and other tales of Victorian New Zealand
Ray Hargreaves and Peter Holland
'Miss Cornelia was religious. To her, mirth was an offence, and laughter a sacrilegious thing. Also she believed in the divine use of the rod. And the Villiers girls prayed for an earthquake, even if only a little one; they petitioned Providence to erupt the nearest volcano. But the gods were on a journey, or asleep, of something.'
'It was the dullest Christmas we had ever known on the Creek, which is saying a good deal, for at the best of times the Creek was not a lively spot.'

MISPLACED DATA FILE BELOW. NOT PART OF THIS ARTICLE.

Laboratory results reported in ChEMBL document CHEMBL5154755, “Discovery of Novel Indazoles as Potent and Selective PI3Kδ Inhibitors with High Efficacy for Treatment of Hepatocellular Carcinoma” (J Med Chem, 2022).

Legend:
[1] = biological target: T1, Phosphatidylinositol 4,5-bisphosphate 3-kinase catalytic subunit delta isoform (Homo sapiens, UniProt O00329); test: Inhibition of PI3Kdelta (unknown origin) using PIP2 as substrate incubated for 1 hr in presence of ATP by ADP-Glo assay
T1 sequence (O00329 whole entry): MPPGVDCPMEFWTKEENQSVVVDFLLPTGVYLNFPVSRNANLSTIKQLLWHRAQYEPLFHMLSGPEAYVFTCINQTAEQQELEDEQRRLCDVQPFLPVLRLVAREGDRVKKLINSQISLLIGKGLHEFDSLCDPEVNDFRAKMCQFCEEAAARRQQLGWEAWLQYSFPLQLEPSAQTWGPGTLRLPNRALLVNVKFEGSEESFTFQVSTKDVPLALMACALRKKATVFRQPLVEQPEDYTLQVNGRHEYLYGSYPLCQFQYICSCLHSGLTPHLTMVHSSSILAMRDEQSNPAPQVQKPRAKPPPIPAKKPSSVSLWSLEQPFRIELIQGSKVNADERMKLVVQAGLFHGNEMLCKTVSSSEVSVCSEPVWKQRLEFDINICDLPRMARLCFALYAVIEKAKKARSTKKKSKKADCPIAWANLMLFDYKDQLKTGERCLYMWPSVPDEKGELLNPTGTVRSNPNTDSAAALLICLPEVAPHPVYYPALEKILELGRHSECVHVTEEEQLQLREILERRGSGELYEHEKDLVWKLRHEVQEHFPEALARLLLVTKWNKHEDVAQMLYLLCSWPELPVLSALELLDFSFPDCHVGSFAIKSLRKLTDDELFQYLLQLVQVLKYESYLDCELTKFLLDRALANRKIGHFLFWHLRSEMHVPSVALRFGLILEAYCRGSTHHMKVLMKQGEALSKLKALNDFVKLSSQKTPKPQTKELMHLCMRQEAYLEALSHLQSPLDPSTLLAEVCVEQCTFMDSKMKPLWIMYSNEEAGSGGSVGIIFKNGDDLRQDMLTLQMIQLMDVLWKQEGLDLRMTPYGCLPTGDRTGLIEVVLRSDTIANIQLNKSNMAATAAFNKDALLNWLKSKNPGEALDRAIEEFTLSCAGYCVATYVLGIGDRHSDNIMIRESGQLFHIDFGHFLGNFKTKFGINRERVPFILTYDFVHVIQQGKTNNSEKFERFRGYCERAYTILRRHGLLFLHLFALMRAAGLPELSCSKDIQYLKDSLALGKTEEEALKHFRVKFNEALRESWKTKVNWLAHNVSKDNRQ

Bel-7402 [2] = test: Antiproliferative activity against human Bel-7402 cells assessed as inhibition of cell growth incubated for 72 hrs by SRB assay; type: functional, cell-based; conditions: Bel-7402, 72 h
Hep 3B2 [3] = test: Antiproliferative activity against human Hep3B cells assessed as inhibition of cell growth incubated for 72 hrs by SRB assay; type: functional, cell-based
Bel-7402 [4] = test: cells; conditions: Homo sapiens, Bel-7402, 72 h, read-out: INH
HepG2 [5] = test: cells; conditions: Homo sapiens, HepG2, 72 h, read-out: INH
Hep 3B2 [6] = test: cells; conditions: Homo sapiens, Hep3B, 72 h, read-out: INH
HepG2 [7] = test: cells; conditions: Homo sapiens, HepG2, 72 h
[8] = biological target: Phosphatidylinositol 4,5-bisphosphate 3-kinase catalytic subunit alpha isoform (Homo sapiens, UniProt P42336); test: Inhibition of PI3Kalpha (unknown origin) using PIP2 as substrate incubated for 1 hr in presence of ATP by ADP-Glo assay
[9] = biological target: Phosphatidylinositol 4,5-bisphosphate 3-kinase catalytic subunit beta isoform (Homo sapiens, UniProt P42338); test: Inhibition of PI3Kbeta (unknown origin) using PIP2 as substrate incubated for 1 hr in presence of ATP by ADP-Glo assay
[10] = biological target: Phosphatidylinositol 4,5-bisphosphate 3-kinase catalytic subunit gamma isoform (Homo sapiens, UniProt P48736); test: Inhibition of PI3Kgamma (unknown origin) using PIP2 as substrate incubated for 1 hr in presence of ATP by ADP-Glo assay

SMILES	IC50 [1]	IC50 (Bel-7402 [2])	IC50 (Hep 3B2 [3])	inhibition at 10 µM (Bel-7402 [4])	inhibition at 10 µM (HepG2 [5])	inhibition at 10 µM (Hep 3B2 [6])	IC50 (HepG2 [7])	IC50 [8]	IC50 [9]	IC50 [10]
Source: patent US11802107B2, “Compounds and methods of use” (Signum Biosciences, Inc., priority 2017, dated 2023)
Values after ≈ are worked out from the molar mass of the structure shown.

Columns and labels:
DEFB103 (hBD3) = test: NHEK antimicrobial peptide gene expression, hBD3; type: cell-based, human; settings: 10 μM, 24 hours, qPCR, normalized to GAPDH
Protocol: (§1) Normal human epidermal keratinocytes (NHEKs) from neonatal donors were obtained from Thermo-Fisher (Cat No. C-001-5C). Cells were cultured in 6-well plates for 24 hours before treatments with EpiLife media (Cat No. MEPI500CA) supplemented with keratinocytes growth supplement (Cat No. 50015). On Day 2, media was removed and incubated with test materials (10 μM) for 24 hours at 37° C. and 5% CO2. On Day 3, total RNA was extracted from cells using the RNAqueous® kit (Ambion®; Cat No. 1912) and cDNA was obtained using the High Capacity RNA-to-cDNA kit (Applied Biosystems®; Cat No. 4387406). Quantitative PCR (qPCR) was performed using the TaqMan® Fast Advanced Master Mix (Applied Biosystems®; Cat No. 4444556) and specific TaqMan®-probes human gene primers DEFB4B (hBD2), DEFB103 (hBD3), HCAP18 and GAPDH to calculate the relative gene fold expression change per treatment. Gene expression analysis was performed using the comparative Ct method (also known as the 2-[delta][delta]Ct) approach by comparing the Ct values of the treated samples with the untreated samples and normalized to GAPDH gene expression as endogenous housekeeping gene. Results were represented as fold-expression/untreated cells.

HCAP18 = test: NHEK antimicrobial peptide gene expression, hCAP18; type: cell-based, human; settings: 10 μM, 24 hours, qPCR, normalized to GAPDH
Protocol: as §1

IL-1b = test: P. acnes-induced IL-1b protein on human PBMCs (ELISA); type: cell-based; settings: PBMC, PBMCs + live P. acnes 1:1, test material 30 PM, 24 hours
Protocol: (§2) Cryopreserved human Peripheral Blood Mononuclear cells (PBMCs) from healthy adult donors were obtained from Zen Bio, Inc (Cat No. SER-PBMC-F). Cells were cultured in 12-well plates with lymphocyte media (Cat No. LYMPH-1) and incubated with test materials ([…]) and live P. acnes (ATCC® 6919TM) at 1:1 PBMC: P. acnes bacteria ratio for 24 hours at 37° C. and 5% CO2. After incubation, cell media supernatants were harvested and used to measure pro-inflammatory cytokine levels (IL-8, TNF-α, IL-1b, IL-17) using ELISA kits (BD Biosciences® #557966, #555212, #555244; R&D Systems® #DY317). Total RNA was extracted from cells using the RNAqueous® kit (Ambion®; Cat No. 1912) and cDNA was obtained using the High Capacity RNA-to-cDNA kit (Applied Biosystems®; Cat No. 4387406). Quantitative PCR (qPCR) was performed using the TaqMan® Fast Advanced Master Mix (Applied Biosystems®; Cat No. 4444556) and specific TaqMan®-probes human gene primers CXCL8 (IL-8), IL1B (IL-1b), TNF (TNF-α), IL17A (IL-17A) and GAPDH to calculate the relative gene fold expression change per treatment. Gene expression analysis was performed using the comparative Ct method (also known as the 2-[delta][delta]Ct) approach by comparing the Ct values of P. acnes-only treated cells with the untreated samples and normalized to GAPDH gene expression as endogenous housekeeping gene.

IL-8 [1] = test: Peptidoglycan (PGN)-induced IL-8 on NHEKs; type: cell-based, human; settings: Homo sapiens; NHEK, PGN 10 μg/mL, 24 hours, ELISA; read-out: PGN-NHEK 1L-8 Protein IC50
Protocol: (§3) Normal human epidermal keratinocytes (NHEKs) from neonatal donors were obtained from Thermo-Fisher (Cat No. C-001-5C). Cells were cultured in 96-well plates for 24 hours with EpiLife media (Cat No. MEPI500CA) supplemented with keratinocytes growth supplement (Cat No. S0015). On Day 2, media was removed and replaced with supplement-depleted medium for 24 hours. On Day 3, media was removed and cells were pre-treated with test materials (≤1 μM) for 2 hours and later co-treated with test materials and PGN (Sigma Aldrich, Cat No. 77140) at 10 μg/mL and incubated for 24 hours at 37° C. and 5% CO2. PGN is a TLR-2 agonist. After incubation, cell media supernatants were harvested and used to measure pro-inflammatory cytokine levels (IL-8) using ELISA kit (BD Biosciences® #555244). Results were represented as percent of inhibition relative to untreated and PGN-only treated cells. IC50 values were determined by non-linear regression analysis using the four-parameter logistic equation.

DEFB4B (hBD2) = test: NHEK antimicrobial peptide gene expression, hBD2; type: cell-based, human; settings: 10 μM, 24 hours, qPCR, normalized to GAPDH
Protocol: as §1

'White and I went down to the Commercial Hotel, where Big Ben was staying. The house was open, and the landlord was sweeping out the bar. 'Well, boys,' he said, 'how are you after last night's spree?'
New Zealanders enjoy a good yarn – and here are some of the liveliest tales told in magazines and newspapers of the 1880s and 1890s. In turn salty, ironic, mildly naughty, exotic and realistic, they are as engaging today as they were to readers a century ago.
RAY HARGREAVES and PETER HOLLAND
Paperback, 208 pages, ISBN 0 908569 91 2, $24.95
Out of print